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Sethu project is a security threat: Coast Guard DG

Sethu project is a security threat: Coast Guard DG

Publication: The Pioneer
Date: February 2, 2008

Adding fuel to the Ram Setu controversy, Director-General of Indian Coast Guard has cautioned that the Sethusamudram project poses a national security hazard and also conveyed his concern over the project to the Government.

"We have already mounted a strong vigil on the country's southern coastal waters. Projects like the Sethusamudram could bring in more security problems," said Coast Guard chief Vice Admiral RF Contractor.

The candid admission by the DG came on the sidelines of a media interaction on the occasion of the 31st anniversary of ICG. However, he added that security measures would be put in place once the channel becomes operational.

His view follows the comment made by Naval Chief Vice-Admiral Sureesh Mehta who said the project could hamper the movement of bigger vessels, including those employed by the Indian Navy.

When asked whether the Coast Guard had conveyed its concerns to the Government, Contractor said that both the Navy and Coast Guard were asked to give their views prior to the project being cleared.

Contractor hinted at the close proximity of India-Sri Lanka maritime border as the cause of worry. The Coast Guard had mounted a round-the-clock aerial and sea vigil in the Palk Bay as well as Gulf of Mannar to guard against infiltration of Sri Lankan armed militants into India. Though the number of Tamil migrants from Sri Lanka had dropped this year, after almost touching a high of 16,619 last year, "security centres are active in all places where antecedents of refugees coming from Sri Lanka are being checked," he added.

The statement by the DG gave a good handle to the leading Opposition party BJP that decried the Government's attempts to override such a serious concern. On Thursday, the BJP upped the ante against the Government on the viability of the project. "We are not against the Sethusamudram project. But if the senior-most official of the Coast Guard is talking about security concerns, it is a big thing," said BJP spokesman Ravi Shankar Prasad.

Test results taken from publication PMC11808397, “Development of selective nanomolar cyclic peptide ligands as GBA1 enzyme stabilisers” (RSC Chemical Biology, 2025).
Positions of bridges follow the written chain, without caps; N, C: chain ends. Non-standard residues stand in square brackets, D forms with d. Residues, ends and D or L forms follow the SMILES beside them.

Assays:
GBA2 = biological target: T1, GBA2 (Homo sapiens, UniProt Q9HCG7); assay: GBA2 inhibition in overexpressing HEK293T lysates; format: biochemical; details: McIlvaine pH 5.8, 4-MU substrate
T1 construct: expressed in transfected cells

Speaking to reporters, Prasad hoped the concerns of the Coast Guard would be reflected in the affidavit to be filed in the Supreme Court.

The VHP has also reacted to the security concerns raised by the Coast Guard and said no one should be allowed to play with the national security.

"As, experts of different fields have already expressed concerns over the project, the Government should file an affidavit immediately before the Supreme Court to save Ram Setu," said Vinod Bansal, media chief of the Rameswaram Ram Setu Raksha Manch, Delhi.

Pointing out that the Navy Chief and Coast Guard chief are the two final authorities, entrusted with the task of national security, Bansal said the Government should scrap the project to ensure safety and security of the region and save the tax payer's money.

The Centre, meanwhile, seems tied up with political compulsions from within and outside to give a response to the Supreme Court, which is hearing a batch of petitions relating to the continuation of the project. Already the Supreme Court has stayed dredging activities in or around Ram Setu.

Appearing before a Bench headed by Chief Justice KG Balakrishnan, Additional Solicitor-General (ASG) R Mohan informed the Court on Thursday that the Centre is yet to finalise the affidavit to be filed in relation to the matter. On January 16, the Court directed the Centre to file its affidavit within two weeks following which hearing in the matter was to take place.

The Bench comprising of Justices RV Raveendran and JM Panchal allowed four weeks time to the Centre posting the matter in the first week of March. Janata Party president Subramanium Swamy, who has filed two petitions challenging the Government's decision to destroy the natural bridge, urged the Court to direct the Centre to file separate affidavits on the aspects of alignment of the project and on the investigations conducted by the Government to determine the historicity of the Ram Setu.

The Government had incurred a loss of face following its affidavit filed in Apex Court in September 2007. In its bid to rubbish the petitioner's claims of declaring Ram Setu an ancient monument, the Government declared that the mythological text of Ramayan could not be considered a "historical record" for lack of any scientific study or proof. It thus refuted the "existence or the occurrence of events depicted therein".

Courting controversy for its alleged denial of Lord Ram, the Centre withdrew the Ministry of Culture's affidavit from court promising to file a better one after conducting a detailed study of the objections raised by the petitioners. An expert committee constituted for this purpose submitted its report to the Government, which is to finalise its response to be given to Court.

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